Fungal pathogen disables plant defense mechanism
Cabbage plants defend themselves against herbivores and pathogens by deploying a defensive mechanism called the mustard oil bomb: when the plant tissue is damaged, toxic isothiocyanates are formed and can effectively fend off attackers. Researchers at the Max Planck Institute for Chemical Ecology and the University of Pretoria have now been able to show in a new study that this defense is also effective to some extent against the widespread and detrimental fungus Sclerotinia sclerotiorum. However, the pathogen uses at least two different detoxification mechanisms that enable the fungus to successfully spread on plants defended in this way. The metabolic products thus formed are non-toxic to the fungus, allowing it to grow on these plants.
Sclerotinia sclerotiorum is a devastating fungal pathogen that can infect more than 400 different plant species. The main symptom of the disease called Sclerotinia wilt or white mold is wilting. Visible are also the white, cotton-like fungal spores that overgrow plant leaves and stalks. In agriculture, rapeseed cultivation is particularly at risk. The plant disease can affect other members of the cabbage family, and also potatoes, legumes and strawberries.
Scientists at the Max Planck Institute for Chemical Ecology in Jena have long been studying the glucosinolates and isothiocyanates that constitute the special defense mechanism of cabbage family plants, which include rapeseed, radishes and mustard. "We wanted to find out how successful plant pathogens overcome the plant defense and colonize these plants. We therefore asked ourselves whether widespread fungal pathogens have strategies to adapt to the chemical defenses of plants of the cabbage family," Jingyuan Chen, the first author of the study, explains.
The researchers were able to show experimentally that the defense based on glucosinolates is actually effective against fungal attacks. However, they also discovered two different strategies of the white mold fungus to detoxify the defensive substances: The first is a general detoxification pathway that binds glutathione to the isothiocyanate toxins. This type of detoxification of organic poisons is quite common in insects and even mammals. The second and far more effective way to render the isothiocyanates harmless is to hydrolyse them, i.e. to cleave them enzymatically with a water molecule. The researchers wanted to identify the enzymes and corresponding genes underlying this detoxification mechanism. Genes that enable the successful detoxification of these substances had already been described in bacteria. They are called Sax genes after experiments with the model plant Arabidopsis thaliana: Survival in Arabidopsis eXtracts.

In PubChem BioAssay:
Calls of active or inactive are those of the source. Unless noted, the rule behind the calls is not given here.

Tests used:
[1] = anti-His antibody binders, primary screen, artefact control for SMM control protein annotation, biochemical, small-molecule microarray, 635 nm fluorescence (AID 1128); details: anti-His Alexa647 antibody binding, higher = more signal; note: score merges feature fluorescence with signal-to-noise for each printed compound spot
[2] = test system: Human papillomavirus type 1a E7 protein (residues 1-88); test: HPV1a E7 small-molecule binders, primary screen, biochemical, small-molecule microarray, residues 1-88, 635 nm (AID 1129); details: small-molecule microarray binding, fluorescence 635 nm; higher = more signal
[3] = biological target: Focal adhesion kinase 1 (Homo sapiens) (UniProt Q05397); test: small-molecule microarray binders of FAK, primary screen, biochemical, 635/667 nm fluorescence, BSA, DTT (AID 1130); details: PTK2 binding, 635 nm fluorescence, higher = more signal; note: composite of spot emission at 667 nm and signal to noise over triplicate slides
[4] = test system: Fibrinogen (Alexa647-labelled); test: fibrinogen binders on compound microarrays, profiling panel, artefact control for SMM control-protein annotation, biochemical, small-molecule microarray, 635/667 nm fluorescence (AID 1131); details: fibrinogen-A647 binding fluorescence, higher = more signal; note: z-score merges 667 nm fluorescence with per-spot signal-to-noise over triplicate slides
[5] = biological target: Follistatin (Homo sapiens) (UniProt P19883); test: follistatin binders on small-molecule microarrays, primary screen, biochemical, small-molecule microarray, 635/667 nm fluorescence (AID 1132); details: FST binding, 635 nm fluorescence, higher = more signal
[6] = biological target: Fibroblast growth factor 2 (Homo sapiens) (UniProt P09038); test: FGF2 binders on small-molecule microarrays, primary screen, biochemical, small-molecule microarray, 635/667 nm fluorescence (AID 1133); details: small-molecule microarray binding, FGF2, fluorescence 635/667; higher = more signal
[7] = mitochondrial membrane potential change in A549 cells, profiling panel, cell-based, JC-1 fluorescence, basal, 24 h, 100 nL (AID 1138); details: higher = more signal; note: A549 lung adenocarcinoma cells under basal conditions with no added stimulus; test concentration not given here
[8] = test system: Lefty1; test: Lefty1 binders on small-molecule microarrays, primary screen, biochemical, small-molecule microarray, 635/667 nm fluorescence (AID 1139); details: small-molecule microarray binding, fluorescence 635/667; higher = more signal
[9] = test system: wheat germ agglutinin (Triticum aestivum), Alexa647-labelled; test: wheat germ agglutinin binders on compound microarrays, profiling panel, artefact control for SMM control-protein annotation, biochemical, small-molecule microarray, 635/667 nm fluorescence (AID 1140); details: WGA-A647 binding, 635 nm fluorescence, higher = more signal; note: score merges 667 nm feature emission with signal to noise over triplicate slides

"We based our search on the known bacterial SaxA proteins to select candidate genes for further investigations. We then tested whether these genes are actually expressed in greater quantities in fungi exposed to the toxins, and whether the resulting protein can render the toxins harmless," explains Daniel Vassão, one of the study leaders. Using high-resolution analytical methods, the scientists were able to identify and quantify the metabolites produced by the fungus during detoxification. They also used mutants of the fungus in which the SaxA-encoding gene had been knocked out for comparison. This revealed that the Sax protein of the white mold fungus is active against a range of isothiocyanates, allowing it to colonize different plants of the cabbage family.
Mutants lacking the gene for this detoxification pathway were dramatically reduced in their capacity to tolerate isothiocyanates. "However, it was surprising to see that these mutants up-regulated their general pathway of detoxification, although this did not compensate for the mutation," says Jingyuan Chen. Glutathione conjugation cannot detoxify isothiocyanates nearly as effectively as hydrolysis can. Although it seems to be metabolically more expensive for the fungus, this general pathway is always present as it helps the fungus to detoxify a huge variety of poisons. "It is possible that this general pathway protects the fungus initially, while the machinery required for the more specialized pathway is assembled after an initial exposure to the toxin and can take over later in the infection," says Daniel Vassão.
In further experiments, the researchers want to investigate whether other fungi that successfully infect plants of the cabbage family also detoxify isothiocyanates via the same pathway, and whether unrelated fungal species are also able to degrade these toxins. "Then we will know whether this widespread detoxification is due to repeated evolution in fungi colonizing mustards, or is a feature which has been conserved over time and is therefore found in many fungal lines," Jonathan Gershenzon, director of the Department of Biochemistry where the research was conducted, concludes.